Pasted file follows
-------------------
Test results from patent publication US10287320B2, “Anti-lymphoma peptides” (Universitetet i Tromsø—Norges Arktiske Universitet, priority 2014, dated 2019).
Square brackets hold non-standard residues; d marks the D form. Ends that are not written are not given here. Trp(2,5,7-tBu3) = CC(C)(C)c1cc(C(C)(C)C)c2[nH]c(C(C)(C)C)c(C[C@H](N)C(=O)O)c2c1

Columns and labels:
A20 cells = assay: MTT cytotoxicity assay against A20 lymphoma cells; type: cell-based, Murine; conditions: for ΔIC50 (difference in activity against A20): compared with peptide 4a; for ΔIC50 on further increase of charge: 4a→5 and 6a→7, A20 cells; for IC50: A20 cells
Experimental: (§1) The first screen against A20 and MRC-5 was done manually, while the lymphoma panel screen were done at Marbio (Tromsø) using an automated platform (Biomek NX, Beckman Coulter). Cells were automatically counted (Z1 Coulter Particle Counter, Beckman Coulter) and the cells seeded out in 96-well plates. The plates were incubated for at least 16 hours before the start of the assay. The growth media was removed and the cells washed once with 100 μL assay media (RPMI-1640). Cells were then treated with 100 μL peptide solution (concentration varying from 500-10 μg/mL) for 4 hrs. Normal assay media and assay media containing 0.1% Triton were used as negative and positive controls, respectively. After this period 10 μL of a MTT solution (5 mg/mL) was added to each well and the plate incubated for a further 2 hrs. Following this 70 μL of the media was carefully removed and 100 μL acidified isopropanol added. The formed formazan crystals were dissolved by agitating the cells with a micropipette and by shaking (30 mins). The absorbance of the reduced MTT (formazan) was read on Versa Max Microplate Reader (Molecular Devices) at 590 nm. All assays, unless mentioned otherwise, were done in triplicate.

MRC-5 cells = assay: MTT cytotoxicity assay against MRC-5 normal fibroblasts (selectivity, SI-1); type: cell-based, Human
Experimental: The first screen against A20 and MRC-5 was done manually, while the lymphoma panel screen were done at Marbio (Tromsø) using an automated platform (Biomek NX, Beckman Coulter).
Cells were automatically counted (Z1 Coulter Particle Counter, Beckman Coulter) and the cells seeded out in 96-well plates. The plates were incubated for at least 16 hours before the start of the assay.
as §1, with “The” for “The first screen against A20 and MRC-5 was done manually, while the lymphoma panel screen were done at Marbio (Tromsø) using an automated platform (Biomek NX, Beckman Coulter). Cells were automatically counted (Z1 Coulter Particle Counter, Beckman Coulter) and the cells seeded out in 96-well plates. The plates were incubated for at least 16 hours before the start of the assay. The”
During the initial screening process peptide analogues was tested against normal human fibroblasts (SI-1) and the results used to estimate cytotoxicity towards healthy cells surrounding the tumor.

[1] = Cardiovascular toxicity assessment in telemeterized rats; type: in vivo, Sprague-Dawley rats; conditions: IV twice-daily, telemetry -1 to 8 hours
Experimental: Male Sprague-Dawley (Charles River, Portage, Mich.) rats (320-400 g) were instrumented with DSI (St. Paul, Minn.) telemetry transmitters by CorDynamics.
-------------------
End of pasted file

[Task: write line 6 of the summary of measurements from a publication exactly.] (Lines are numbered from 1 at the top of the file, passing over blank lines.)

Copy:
MRC-5 cells = assay: MTT cytotoxicity assay against MRC-5 normal fibroblasts (selectivity, SI-1); type: cell-based, Human